150 years Austrian Geodetic Commission

On June 2, 1863, Kaiser Franz Josef I. authorized the accession of Austria to the Central European arc measurement commission and appointed the following commissioners: the director of the Military-Geodetic Institute of the Austrian-Hungarian Monarchy (Militärgeographisches Institutes, MGI) major general August v. Fligely, the director of Vienna’s university observatory (Wiener Universitätssternwarte) Karl v. Littrow and Dr. Josef Herr, professor for geodesy at the Polytechnisches Institut Wien (later known as Vienna Universit of Technology).

Thus, Austria was the third state – after the founding states Prussia and Saxony – that recognized the importance of the determination of the Earth’s figure by utilizing geodetic methods in the frame of an international collaboration.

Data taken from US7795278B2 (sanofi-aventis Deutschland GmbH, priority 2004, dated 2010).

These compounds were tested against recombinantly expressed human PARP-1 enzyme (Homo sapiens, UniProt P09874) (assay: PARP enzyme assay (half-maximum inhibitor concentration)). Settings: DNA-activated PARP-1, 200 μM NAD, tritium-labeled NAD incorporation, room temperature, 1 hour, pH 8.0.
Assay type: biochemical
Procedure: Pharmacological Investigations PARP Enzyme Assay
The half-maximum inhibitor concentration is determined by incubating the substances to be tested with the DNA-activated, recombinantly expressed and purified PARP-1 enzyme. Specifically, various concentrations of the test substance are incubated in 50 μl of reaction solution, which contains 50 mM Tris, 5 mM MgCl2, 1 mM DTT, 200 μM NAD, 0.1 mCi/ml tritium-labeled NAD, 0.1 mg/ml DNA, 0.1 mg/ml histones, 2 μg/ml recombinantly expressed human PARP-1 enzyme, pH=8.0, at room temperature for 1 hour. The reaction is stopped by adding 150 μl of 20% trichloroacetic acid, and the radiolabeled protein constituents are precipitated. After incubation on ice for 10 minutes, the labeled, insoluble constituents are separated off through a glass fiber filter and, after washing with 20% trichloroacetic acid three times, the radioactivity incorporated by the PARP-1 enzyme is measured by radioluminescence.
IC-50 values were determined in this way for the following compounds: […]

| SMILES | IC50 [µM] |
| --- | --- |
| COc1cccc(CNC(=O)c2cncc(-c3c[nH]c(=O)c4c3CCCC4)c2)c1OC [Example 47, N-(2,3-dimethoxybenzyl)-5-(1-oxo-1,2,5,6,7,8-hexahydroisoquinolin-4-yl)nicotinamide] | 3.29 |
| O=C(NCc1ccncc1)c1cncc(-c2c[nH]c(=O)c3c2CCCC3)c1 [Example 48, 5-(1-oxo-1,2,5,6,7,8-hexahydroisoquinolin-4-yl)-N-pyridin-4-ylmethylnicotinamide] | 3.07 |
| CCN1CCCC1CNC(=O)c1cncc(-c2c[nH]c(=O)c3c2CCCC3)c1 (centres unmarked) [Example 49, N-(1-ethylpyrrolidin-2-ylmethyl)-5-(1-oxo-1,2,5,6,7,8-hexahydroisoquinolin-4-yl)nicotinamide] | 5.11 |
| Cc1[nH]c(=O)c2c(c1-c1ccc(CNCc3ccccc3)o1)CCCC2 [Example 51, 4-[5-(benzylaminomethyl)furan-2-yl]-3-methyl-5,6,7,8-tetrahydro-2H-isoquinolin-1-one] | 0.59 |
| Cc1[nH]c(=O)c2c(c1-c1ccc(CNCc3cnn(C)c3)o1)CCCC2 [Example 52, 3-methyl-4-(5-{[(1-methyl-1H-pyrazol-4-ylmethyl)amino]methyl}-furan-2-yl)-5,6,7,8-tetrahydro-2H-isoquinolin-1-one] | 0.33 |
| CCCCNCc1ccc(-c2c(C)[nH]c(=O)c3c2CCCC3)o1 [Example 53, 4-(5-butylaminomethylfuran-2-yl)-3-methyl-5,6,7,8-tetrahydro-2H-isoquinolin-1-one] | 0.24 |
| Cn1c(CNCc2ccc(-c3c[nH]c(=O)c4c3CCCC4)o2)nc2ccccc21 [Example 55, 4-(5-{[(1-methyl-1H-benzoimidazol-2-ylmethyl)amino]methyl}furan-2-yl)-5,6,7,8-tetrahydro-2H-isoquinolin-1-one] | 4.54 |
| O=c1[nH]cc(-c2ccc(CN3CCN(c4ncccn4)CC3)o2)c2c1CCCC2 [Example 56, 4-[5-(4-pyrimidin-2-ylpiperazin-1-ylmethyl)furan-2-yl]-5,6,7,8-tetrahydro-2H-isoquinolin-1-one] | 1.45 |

Two years later already 16 member states joined the first general meeting of the Central European arc measurement commission. 1867 the Central European arc measurement was extended and renamed to European arc measurement (“Europäische Gradmessung”). Hence, following the initiative of the Prussian lieutenant-general Johann Jakob Baeyer in 1981, throught Europe a firm political foundation for the determination of the Earth’s figure was established.

Accordingly, June 2, 1863, can be considered as the hour of birth of the Austrian arc measurement commission, which was followed by the successor organisation the Austrian commission for international Earth measurement (Österreichische Kommission für die Internationale Erdmessung, ÖKIE) in 1887. In 1995 the ÖKIE was renamed to its present notation Austrian Geodetic commission (Österreichische Geodätische Kommission, ÖGK).

The 150th anniversary of the ÖGK was celebrated on November 7, 2013.